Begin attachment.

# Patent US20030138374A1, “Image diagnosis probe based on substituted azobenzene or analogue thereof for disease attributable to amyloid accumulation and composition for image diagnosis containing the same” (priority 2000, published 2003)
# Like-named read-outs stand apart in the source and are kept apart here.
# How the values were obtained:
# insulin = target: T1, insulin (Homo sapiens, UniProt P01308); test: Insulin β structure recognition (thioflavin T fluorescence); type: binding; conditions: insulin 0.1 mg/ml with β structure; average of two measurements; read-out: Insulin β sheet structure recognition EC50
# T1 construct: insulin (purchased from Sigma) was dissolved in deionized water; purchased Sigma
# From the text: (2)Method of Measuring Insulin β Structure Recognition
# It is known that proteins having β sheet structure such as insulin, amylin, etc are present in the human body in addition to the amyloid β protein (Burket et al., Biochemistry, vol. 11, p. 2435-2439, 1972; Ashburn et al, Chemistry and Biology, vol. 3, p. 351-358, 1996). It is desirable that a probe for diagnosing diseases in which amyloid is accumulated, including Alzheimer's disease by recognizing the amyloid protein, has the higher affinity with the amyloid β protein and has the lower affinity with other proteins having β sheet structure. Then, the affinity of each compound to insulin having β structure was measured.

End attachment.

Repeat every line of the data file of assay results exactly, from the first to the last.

# Patent US20030138374A1, “Image diagnosis probe based on substituted azobenzene or analogue thereof for disease attributable to amyloid accumulation and composition for image diagnosis containing the same” (priority 2000, published 2003)
# Like-named read-outs stand apart in the source and are kept apart here.
# How the values were obtained:
# insulin = target: T1, insulin (Homo sapiens, UniProt P01308); test: Insulin β structure recognition (thioflavin T fluorescence); type: binding; conditions: insulin 0.1 mg/ml with β structure; average of two measurements; read-out: Insulin β sheet structure recognition EC50
# T1 construct: insulin (purchased from Sigma) was dissolved in deionized water; purchased Sigma
# From the text: (2)Method of Measuring Insulin β Structure Recognition
# It is known that proteins having β sheet structure such as insulin, amylin, etc are present in the human body in addition to the amyloid β protein (Burket et al., Biochemistry, vol. 11, p. 2435-2439, 1972; Ashburn et al, Chemistry and Biology, vol. 3, p. 351-358, 1996). It is desirable that a probe for diagnosing diseases in which amyloid is accumulated, including Alzheimer's disease by recognizing the amyloid protein, has the higher affinity with the amyloid β protein and has the lower affinity with other proteins having β sheet structure. Then, the affinity of each compound to insulin having β structure was measured.